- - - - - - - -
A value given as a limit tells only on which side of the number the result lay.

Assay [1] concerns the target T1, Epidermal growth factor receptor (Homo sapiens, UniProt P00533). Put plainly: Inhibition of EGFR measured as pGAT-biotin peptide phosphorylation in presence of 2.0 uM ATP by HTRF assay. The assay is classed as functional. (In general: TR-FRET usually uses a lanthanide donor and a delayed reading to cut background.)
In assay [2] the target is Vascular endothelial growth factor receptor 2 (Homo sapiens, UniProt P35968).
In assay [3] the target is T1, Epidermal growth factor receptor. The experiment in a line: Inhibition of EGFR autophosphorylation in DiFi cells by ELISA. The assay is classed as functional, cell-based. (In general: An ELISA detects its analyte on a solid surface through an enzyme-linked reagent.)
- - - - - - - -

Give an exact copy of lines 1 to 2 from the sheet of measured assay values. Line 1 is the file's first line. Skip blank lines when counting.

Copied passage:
A value given as a limit tells only on which side of the number the result lay.

Assay [1] concerns the target T1, Epidermal growth factor receptor (Homo sapiens, UniProt P00533). Put plainly: Inhibition of EGFR measured as pGAT-biotin peptide phosphorylation in presence of 2.0 uM ATP by HTRF assay. The assay is classed as functional. (In general: TR-FRET usually uses a lanthanide donor and a delayed reading to cut background.)